I have been trying to think of some words that would sum up our experience. Maybe American documentary photographer and author, Elliott Erwitt, got the closest to what I was experiencing when he wrote, “To me, photography is an art of observation. It’s about finding something interesting in an ordinary place… I’ve found it has little to do with the things you see and everything to do with the way you see them.” Perhaps our exercise wasn’t so much, “an art of observation” as it was an “act of observation”.

Communicating Our Personal Photographic Vision  

 

 

I enjoy pretty much everything when it comes to photography. I am happiest when I get to talk about it, read about it, and look at other photographer’s work, and of course, any occasion where I get to point my camera at a subject.

Famous and influential photographer Edward Weston once wrote, “Photography suits the temper of this age – of active bodies and minds. It is a perfect medium for one whose mind is teeming with ideas, imagery, for a prolific worker who would be slowed down by painting or sculpting, for one who sees quickly and acts decisively, accurately.”

Weston most likely said sometime in the 1950s, but it aptly describes many of those taking pictures with all kinds of cameras in the 21st century. Yes, it is the, “perfect medium for one whose mind is teeming with ideas…”

As I looked at several images (several were from iPhones) that were proudly posted online I thought how those words fit many modern photographers. However, there I was looking at many pictures that, although quite creative and colourful, lacked the basic compositional guidelines I was taught              (I suspect Weston learned also) and are still being taught in almost any class on photography.

Photographic composition is the selection and arrangement of the subject within the picture area. However, what I saw seemed in many cases to be hastily captured images with little regard to the importance of any centre of interest that might help viewers identify what the photographer is trying to communicate.

Maybe it is the conditioning we get by clumsily pointing our cell phones at a subject, or the thoughtless reliance on a camera’s auto focusing device to select whatever is in the middle of the viewfinder for proper focus.

There is a compositional guideline called, “the rule of thirds”. This so-called rule is a simple principal that divides an image into thirds, horizontally and vertically, and tells us to position the most important elements in our scene along these lines, or at the points where they intersect, and by doing so, adding balance and interest to one’s picture.

I subscribe to four components when I create a picture:

  1. The Centre of Interest: A strong center of interest helps the viewer identify the point of the picture, or what the photographer is trying to communicate.
  2. Angles: Begin by looking at the subject, move around – up and down, vertical or horizontal. Decide what should or should not be included.
  3. Distance: Don’t back away. Eliminate everything that does not add to the picture.  Close-ups convey intimacy, long shots build space and depth.
  4. Background: The background can make or break that photograph. Use the background to build interest in the center of interest.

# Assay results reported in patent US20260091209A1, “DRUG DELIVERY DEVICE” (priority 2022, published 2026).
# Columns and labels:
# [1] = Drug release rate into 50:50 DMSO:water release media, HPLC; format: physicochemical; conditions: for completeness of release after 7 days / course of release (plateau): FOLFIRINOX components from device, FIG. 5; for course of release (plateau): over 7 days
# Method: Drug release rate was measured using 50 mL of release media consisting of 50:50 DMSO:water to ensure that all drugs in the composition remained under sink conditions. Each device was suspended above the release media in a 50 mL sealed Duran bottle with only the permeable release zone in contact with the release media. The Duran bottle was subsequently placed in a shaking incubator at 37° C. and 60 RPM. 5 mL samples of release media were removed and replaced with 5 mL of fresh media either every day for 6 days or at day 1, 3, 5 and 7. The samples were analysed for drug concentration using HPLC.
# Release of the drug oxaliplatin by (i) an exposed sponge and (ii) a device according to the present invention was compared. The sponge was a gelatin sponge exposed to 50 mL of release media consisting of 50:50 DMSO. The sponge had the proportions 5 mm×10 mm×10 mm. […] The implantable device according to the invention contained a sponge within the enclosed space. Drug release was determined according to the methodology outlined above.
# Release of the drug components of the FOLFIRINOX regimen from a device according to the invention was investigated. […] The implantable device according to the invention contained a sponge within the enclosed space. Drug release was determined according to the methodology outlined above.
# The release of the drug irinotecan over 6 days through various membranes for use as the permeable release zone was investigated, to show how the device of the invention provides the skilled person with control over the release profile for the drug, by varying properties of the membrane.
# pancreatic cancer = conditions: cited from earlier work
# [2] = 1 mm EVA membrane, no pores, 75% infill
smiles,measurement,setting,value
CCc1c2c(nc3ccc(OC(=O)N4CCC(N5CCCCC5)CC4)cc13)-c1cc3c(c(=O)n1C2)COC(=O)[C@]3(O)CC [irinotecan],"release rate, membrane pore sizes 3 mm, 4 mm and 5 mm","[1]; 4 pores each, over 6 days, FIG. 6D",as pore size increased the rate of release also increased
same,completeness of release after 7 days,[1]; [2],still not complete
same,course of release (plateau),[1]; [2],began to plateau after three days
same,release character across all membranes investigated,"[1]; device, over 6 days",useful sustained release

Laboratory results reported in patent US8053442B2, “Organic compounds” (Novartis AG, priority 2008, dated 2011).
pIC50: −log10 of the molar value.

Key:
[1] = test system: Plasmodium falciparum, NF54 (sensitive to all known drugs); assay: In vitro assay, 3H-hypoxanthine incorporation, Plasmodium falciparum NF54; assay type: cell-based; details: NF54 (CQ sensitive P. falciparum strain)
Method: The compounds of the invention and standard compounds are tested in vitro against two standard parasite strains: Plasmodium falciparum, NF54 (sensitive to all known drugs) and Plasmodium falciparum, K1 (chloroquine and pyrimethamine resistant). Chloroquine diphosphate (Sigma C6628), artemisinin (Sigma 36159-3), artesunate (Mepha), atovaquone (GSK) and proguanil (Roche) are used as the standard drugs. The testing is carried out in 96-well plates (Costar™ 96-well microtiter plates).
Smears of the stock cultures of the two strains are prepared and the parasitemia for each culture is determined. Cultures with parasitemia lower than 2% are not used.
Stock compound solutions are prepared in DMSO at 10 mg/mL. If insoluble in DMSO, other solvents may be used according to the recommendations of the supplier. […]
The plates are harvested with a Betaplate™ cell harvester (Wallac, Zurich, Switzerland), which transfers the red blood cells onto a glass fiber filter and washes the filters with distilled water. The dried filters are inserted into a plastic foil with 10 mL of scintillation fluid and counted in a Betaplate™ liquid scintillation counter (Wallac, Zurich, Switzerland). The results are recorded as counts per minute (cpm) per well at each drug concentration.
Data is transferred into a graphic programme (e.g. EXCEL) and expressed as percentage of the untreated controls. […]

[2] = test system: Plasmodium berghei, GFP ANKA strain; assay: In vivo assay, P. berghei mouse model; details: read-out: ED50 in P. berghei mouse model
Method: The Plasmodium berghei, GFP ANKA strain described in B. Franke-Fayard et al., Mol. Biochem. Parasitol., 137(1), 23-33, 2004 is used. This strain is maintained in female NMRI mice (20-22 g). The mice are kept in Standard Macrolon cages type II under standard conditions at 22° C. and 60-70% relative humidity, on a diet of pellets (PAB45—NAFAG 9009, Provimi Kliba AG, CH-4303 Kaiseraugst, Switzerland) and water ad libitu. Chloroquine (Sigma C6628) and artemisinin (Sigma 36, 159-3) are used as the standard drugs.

There will be those photographers that in the interest of their own creative freedom will disregard anything that they believe will restrict their photographic independence and innovation or what they think might apply limits to their imagination.

I wouldn’t agree with that. I don’t think this is an argument of vision.

If our goal as photographers is to create an image that withstands the test of time and communicating a personal vision, then one must learn the        basics of composition in the same way as one would learn the basics of exposure, or how to make the camera actually work whether it’s a DSLR, or a feature of a cell phone.

My First Cameras   

 

Kodak 1

One of my first little 127 camera’s pictures secured in albums.

Instamatic 1

Even after swimming my little Kodak Brownie camera worked for a picture of a friend photographing a wet model in my car.

Taped 'em down 1

The sticky corners failed so I just taped the pictures from my Kodak Instamatic to the pages.     Note my early “selfie” wearing a gas mask.

Tape didn't work 1

I tried glue, but it wasn’t that successful.

Petri V6

Masking tap sort of worked, but my early attempts in the darkrooom processing film from my Petri V6 weren’t always very successful.

Spotmatic ii

A favourable outcome using the Spotmatic and processing the film at the “Free Venice” festival.  The pictures still fell out of the self-adhesive album.

 

This week a photographer stopped by to talk about the article I wrote last week about the popularity of 1970s cameras. We discussed cameras we had used over the years and eventually got around to the question, “What was your first camera?”

The very first cameras that I likely used to make snapshots of family and friends were probably 127 Kodak cameras made of dark brown Bakelite plastic and I remember little (I think 3×6) prints with wavy edges coming back from the department store lab.

My father had the more serious 120 format folding bellows camera and usually posed us with the sun behind his back with the resulting squinting and pained smiles on our young faces.

I snapped pictures for years with cameras that had little or no control over exposure or focal length. I glued the pictures into photograph albums with little sticky corners. Of course, the self stick holders didn’t last long, and the pictures fell out, so I glued the pictures directly to the pages, but the glue’s chemical reaction discoloured the images and eventually those that weren’t lost by falling off and out of the album just faded away.

My first serious camera was purchased in 1967 while I was in the US Army. I purchased it from the Army PX (post exchange) while stationed overseas. The location was visually spectacular and different from anything I had ever experienced and I wanted to have photographs for memories.

I looked at the limited selection in my price range and purchased a Petri V6 with two lenses, a 58mm and a 135mm.